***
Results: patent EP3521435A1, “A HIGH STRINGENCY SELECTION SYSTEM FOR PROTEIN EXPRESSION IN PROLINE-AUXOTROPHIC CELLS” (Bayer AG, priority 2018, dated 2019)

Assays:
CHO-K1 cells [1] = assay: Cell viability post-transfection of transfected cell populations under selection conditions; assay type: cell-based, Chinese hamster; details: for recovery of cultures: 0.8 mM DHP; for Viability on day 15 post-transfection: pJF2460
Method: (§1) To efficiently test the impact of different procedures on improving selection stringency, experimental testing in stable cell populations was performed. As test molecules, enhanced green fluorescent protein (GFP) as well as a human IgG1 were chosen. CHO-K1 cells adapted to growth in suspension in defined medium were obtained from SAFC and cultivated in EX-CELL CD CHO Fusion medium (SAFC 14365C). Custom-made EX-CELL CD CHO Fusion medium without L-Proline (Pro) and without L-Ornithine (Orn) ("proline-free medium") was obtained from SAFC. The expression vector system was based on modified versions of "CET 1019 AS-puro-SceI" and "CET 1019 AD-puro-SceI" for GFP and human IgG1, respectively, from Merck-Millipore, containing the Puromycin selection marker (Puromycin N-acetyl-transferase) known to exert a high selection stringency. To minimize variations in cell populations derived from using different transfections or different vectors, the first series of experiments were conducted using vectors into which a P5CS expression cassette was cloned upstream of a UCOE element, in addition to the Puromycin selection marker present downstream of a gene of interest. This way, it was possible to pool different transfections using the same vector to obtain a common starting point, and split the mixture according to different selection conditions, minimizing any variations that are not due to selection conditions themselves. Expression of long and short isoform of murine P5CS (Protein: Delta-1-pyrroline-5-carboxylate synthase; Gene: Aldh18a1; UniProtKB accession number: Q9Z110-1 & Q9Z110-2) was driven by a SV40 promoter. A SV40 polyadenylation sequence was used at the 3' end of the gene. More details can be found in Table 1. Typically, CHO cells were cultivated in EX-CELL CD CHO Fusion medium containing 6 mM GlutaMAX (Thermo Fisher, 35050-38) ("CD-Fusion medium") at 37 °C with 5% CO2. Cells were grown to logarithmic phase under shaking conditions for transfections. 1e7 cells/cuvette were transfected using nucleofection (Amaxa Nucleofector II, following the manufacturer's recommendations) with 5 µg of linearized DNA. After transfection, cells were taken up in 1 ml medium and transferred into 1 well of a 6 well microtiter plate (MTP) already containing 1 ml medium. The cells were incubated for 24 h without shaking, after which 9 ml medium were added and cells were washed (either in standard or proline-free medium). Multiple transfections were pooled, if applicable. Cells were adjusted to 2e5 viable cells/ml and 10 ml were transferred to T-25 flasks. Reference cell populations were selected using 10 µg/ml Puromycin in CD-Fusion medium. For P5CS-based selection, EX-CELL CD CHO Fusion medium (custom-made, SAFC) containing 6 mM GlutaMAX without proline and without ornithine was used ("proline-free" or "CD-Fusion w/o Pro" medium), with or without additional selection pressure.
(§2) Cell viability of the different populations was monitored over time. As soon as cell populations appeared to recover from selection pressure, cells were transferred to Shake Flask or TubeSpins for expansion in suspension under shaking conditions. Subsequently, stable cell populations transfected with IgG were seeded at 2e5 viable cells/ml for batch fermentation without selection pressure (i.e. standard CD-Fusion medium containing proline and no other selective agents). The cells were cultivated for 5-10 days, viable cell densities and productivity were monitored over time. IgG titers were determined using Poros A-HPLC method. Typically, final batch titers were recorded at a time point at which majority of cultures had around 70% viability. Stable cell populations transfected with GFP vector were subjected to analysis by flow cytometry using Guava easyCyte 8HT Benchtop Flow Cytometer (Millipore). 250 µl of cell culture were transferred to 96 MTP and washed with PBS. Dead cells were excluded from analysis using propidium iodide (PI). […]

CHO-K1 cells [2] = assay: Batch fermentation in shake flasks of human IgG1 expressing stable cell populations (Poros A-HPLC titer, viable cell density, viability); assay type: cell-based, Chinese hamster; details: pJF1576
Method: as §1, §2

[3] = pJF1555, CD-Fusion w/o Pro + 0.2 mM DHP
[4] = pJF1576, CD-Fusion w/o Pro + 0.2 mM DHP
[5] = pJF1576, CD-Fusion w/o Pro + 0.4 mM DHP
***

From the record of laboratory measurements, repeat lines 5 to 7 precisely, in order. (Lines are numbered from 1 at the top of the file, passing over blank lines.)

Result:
(§2) Cell viability of the different populations was monitored over time. As soon as cell populations appeared to recover from selection pressure, cells were transferred to Shake Flask or TubeSpins for expansion in suspension under shaking conditions. Subsequently, stable cell populations transfected with IgG were seeded at 2e5 viable cells/ml for batch fermentation without selection pressure (i.e. standard CD-Fusion medium containing proline and no other selective agents). The cells were cultivated for 5-10 days, viable cell densities and productivity were monitored over time. IgG titers were determined using Poros A-HPLC method. Typically, final batch titers were recorded at a time point at which majority of cultures had around 70% viability. Stable cell populations transfected with GFP vector were subjected to analysis by flow cytometry using Guava easyCyte 8HT Benchtop Flow Cytometer (Millipore). 250 µl of cell culture were transferred to 96 MTP and washed with PBS. Dead cells were excluded from analysis using propidium iodide (PI). […]

CHO-K1 cells [2] = assay: Batch fermentation in shake flasks of human IgG1 expressing stable cell populations (Poros A-HPLC titer, viable cell density, viability); assay type: cell-based, Chinese hamster; details: pJF1576
Method: as §1, §2